1. Duplicate Content

This is another big one, take a look through the website and find if there is any duplicate content. If there is make sure that the proper canonical tags are being used on the site. The last thing you want is a penalty for some simple same content pages on your client’s website.

  1. No Interlinking

I personally think that this should be on the list of the 7 deadly SEO sins. Interlinking is such an important part of SEO, and I’m always surprised at how many sites choose to ignore its potential.

Want to see some sites that use interlinking a lot?

Oh just a few small names such as Amazon, Wikipedia, and Moz. These sites use heavy interlinking, want to know why?

Because it works, it helps your visitors navigate your website and it helps Google know what your website is supposed to be about.

Try to see how many pages are interlinking to your keyword pages. If it isn’t a lot that’s something that you will want to fix, once again this is something that Screaming Frog can tell you.

  1. Content

This is a simple one to take a look at. How much unique content does the website have? Does it have a blog? Does it need one?

These are all questions that you should be looking at and analyzing. Take this time to look at your competitors a little bit as well; it will help you understand how the website is doing in relation to the industry.

Also take a look at how many pages have similar content on the website. Are there any pages that you could consolidate? Consolidating pages into one huge information page is a great way to gain Google’s interest, and will help out your visitors as well.

  1. Social Shares

This is the last big part of your on-site audit. I understand that social shares come from off of the page, but social shares will tell you a few important things about the on-page content.

For instance is the content going viral? Is it doing well?

If the site is big I like to use programs such as Import.io and Google Refine to analyze and see how well the sites content is doing. Once again you can find some simple tutorials for these programs through a quick Google search; doing this can really help you understand where your client is at and what they really need done to their site.


An on-page site audit is vital to any SEO campaign. If you follow the above steps and make the necessary changes you will start to notice some quick rankings and a good traffic boost.

Don’t skimp on the details and make sure that you truly understand where the website is at. We promise that in the end you will be glad that you did and so will your client.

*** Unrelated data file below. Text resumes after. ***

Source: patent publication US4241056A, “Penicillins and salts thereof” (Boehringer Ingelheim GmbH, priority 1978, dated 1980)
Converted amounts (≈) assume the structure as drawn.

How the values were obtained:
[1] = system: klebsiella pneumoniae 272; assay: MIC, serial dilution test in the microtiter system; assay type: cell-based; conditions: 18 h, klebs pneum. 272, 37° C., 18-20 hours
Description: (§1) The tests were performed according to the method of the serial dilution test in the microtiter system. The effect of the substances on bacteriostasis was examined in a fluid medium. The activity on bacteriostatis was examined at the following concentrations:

Another note is try to do a site audit at least once or twice a year for your clients. You would be surprised at how often those 302 and 404 errors can pop up. By keeping a constant eye on these things you will be able to dodge all Google penalties and rank like a king.

Write a Comment



  1. Great post! I have a question for you. I had a person that used to comment on my posts a lot. Since then he has deleted his blog, so none of the links back to his original posts are working. How do all those broken links affect my SEO? I’d say there are about 200 of them from his site. Thank for your help!

    • Jeanne, great question. I strongly recommend to use “no follow” to all comment links that way you stop passing link juice. If you already use “no follow” then you don’t worry about SEO. It will not harm your site. WordPress having an option to manually edit or remove bed links form comment section.

  2. You have a lot of excellent info in here. I’m bookmarking this so if I ever have time I can look into the Screaming Frog program.

    • Salma, By doing SEO audit not only you making your site and content stronger but same time you see big difference in search traffic.

  3. Thanks for sharing such great tips, i am already using screaming frog tool, i am going to focus more on your shared things like 302 errors, internal linking and content. thank you.

  4. I like Jeanne question and your response. Your post is excellent packed wit information and guidance. I’m challenged with SEO it’s so much to understand. Today a small light came in while reading your information. Thank you

  5. These are some great pointers. I saw your comment about no follow. Isn’t it true that most bloggers comment on blogs because they want to build backlinks?

    • yes, but that doesn’t mean that they gain back links that help them rank. In fact, too many of these links can hurt you.

      Nofollow in theory shouldn’t do a thing to your site. There are a lot of arguments going on about whether they help or not.

      What I can say is that i’ve seen huge differences from gaining do follow links in compared to no follow links. I have also seen more power coming from links in blog posts when compared to blog comment links.

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    Lawrence Bergfeld